Between a contractual claim and payment falls . . . the shadow

When we negotiate and draft a contract that is clear and precise and that accurately reflects the intent of the parties, we are helping our clients achieve the benefit of the bargain. But whenever an agreement imposes on another party an obligation to pay our client, the issue of “credit risk” arises. This is the risk that an obligor will be financially unable to satisfy its payment obligation when due. Merely creating an airtight contractual claim does not reduce this risk.

Let’s look at a simple hypothetical. Your client is a manufacturer who is owed $200,000 by a customer. This receivable is now two months overdue, and the client is tired of getting the runaround. At the client’s request, you review the paperwork and assure the client that the customer has no legal basis for not paying. In other words (legal words, to be exact), your client has a legally enforceable claim against the customer for $200,000. What does the client do now to collect this amount? Here’s a likely progression of steps:

• Ask nicely one more time.
• Ask less nicely.
• Either
(a) Sell the claim to a collection agency, at which time collection becomes the collection agency’s problem. However, the price that the collection agency pays to the client will be significantly less than the face amount of the claim, or
(b) Sue the customer. Obviously, this will involve additional legal fees.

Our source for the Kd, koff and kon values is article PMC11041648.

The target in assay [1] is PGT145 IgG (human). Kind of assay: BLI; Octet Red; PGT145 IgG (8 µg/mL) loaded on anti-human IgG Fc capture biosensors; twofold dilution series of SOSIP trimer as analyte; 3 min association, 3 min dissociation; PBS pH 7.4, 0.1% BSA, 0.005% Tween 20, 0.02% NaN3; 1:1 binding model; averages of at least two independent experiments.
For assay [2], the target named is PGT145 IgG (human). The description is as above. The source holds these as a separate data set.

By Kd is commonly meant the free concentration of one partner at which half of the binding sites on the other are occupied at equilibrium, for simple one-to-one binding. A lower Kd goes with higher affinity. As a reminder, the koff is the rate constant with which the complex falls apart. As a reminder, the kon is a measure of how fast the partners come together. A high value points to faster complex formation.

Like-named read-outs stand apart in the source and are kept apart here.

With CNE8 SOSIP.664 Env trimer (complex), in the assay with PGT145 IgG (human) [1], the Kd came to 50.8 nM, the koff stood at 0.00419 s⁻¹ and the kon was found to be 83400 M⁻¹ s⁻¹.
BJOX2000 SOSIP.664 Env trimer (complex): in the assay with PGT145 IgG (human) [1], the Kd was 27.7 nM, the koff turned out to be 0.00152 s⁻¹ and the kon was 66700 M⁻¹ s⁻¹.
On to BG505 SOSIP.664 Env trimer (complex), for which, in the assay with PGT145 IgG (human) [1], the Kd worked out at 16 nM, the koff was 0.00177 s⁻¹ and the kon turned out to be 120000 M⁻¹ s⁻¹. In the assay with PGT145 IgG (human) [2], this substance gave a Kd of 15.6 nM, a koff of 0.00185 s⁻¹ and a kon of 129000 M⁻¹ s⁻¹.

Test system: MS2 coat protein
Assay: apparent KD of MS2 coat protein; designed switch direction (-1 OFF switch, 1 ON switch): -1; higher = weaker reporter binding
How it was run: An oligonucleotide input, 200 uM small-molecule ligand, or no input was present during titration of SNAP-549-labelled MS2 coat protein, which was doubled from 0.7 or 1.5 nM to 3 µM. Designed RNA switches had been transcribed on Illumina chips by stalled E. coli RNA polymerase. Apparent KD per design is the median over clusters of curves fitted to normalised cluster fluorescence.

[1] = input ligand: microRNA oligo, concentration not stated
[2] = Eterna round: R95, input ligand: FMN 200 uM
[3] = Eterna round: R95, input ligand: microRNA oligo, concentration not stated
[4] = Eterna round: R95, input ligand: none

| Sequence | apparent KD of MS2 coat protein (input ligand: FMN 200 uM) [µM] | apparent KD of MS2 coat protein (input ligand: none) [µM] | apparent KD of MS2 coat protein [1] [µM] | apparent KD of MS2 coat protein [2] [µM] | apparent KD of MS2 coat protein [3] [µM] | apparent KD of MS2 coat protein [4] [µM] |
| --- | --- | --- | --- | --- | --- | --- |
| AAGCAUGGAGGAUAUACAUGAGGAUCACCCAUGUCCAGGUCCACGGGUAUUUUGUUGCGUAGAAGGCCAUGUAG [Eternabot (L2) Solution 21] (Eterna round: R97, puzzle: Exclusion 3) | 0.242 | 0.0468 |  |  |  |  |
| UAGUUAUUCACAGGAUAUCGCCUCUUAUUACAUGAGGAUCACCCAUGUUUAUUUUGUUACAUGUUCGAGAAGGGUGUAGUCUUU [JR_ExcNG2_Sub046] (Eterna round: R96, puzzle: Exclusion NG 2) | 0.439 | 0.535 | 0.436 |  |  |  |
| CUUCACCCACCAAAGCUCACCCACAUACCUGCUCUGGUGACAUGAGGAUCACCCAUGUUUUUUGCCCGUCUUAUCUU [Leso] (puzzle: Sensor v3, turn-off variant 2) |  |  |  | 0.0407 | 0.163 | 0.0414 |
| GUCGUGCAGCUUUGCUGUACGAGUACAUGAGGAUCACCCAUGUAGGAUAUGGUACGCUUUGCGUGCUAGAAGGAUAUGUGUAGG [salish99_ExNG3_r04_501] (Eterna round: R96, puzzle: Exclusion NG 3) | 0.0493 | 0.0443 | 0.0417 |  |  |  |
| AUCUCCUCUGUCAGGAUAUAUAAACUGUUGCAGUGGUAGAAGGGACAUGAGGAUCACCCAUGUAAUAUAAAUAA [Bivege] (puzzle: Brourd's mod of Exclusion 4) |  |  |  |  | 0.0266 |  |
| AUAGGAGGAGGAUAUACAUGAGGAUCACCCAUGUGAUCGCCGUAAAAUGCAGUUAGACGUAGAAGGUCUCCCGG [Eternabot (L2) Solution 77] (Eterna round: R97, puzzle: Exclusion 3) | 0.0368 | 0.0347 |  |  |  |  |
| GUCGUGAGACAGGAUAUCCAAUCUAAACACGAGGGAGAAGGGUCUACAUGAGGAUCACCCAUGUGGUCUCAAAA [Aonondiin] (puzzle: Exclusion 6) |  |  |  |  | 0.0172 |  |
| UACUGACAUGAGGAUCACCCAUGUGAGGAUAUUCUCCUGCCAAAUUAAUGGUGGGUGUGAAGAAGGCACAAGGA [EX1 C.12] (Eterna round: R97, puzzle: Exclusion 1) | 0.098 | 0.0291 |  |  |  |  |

• If path (b) is chosen, ultimately (how long it takes is likely to be a function of how hard the customer fights back) your client will get a judgment against the customer. Now your client has another piece of paper (this one signed by a judge!) that says that the customer owes your client $200,000.
• Your client waves the judgment in the customer’s face. The customer sneers and gives your client impolite instructions as to where the judgment should be filed.
• Your client goes to the judge, saying “Waah! The customer isn’t paying me, like you said it was supposed to.”  (Your client didn’t tell you it was planning to do this, because if it had, you would have told it to not bother, because the judge will merely kick it out of the courtroom. It is not the court’s job to enforce judgments.)
• The judge kicks the client out of the courtroom.
• The client engages the sheriff, who has the power to attach the customer’s assets (assuming the customer’s assets can be located (a) at all, and (b) in the sheriff’s jurisdiction) and ultimately sell them, with the client’s claim being paid from the proceeds of sale.
• Before the sale is consummated, however, the customer files for bankruptcy. The automatic stay stops the sheriff’s sale in its tracks. Now, your client must pursue its claim against the customer in the bankruptcy proceeding. (Surprise: a new set of legal fees.)
• At the conclusion of the bankruptcy case, your client may or may not be paid something, depending on the value of the customer’s assets and the total amount of claims against it.
Don’t ever lose sight of the simple truth that a promise to pay is not the same thing as payment. If appropriate under the circumstances of an individual transaction, you can mitigate credit risk by getting third-party guarantees; by obtaining liens on assets to secure your client’s claims; by getting other creditors to subordinate their claims; and by creating escrow and cash collateral arrangements.

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